There were no other boats around to disturb us near Coven but we were still up and about at six. With there being more than five miles to cover before we reached the services and the first of the downhill locks at Gailey, we just took our time and enjoyed another leisurely cruise in the early morning sunshine. In reality, we didn’t have much choice but to take it easy once we reached the Anchor pub. There were boats moored for the best part of a mile along the towpath. Hotel boats “Duke” and “Duchess” had passed us yesterday afternoon and were also moored along that stretch, breasted up of course just to keep passing boats on their toes in the narrow channel that remained beside them.
When we reached Gailey, there was space on the water point so we were able to complete our services in good time. CRT were in attendance running water down from the summit to compensate for low pound levels below. The levels seemed alright to us as we made our way down through the five locks on the way to Penkridge but maybe the problem is further down. The Trent & Mersey canal is still more than ten miles away but we have heard reports of low levels above Fradley so perhaps there is a link there. It will be another week or so before we get there so we might find out then or maybe we will never know.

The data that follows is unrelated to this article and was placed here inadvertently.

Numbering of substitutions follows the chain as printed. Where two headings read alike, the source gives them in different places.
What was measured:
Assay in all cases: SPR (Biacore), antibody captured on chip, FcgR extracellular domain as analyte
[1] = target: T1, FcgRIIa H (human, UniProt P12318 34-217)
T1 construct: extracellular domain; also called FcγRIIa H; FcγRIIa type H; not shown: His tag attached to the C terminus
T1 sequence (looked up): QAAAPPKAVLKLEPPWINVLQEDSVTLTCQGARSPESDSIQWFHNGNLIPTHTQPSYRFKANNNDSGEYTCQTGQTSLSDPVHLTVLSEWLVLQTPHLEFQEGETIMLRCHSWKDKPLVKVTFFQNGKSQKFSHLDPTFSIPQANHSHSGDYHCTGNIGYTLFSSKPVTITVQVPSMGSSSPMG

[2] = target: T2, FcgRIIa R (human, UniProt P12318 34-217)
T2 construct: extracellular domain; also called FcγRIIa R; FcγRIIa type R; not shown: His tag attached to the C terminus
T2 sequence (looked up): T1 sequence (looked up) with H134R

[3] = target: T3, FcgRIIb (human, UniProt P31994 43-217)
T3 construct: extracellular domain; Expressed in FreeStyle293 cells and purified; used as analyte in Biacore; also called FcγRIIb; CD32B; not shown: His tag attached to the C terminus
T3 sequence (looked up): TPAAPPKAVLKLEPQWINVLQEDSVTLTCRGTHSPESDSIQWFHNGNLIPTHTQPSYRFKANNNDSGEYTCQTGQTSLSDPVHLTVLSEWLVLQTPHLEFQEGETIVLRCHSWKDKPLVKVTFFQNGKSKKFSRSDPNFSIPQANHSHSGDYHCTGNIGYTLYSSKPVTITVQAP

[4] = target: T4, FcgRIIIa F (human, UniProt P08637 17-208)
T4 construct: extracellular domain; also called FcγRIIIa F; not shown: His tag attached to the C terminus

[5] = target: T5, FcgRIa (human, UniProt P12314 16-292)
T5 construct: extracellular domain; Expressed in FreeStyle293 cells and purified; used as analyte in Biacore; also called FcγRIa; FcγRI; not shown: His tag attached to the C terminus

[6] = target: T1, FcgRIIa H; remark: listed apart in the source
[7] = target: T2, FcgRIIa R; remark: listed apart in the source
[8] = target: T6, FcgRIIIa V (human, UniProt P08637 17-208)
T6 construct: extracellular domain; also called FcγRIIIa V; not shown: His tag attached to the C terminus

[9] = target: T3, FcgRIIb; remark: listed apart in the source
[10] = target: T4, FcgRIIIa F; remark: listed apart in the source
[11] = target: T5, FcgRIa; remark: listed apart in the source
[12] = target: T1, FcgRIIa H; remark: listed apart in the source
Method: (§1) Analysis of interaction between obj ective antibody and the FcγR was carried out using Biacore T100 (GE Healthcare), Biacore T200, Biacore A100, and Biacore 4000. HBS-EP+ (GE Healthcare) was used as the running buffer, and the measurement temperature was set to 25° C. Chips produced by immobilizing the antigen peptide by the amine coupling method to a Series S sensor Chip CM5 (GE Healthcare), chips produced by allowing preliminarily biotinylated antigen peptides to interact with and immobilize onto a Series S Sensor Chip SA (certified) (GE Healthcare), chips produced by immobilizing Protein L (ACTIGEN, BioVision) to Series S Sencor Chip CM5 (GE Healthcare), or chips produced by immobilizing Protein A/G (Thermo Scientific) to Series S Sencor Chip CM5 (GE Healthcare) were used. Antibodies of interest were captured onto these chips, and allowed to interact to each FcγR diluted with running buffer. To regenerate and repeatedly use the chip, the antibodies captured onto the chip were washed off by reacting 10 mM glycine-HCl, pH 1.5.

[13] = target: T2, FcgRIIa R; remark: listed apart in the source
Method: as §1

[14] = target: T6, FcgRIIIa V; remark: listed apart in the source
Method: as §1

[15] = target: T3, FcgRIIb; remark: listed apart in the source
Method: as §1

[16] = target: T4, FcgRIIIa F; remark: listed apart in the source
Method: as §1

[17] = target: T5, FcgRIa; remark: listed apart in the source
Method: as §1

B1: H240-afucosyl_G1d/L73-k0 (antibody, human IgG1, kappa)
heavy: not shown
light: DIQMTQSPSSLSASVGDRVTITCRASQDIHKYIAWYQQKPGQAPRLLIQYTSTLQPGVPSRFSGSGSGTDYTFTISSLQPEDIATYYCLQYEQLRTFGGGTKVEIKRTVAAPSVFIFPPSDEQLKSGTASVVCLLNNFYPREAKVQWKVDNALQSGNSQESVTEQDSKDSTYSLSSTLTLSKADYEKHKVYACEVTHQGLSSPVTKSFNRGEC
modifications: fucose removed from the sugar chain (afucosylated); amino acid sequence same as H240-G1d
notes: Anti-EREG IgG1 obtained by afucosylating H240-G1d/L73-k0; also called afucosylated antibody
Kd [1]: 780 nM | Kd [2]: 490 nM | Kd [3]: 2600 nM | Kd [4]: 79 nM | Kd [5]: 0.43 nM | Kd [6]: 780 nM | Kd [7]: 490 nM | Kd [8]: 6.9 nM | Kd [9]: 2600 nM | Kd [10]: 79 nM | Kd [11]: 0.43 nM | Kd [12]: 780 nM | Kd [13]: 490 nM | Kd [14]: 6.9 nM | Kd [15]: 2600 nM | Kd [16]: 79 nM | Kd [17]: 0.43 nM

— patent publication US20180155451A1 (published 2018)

It was around eleven o’clock when we moored above Filance lock on the edge of Penkridge. Once settled, we took a walk into the village for a look around although being Sunday it was quiet with most shops closed for the day. In the late afternoon we had Sunday dinner, the lamb that we had bought in Coven the day before had been gently cooking in the slow cooker for a few hours as we travelled along and for the time we had been in the village. It was delicious, much as the steak pies had been on Saturday.
Penkridge is a place that we’ve visited a couple of times before and we quite like it so the intention is to stay for a few days before moving on again.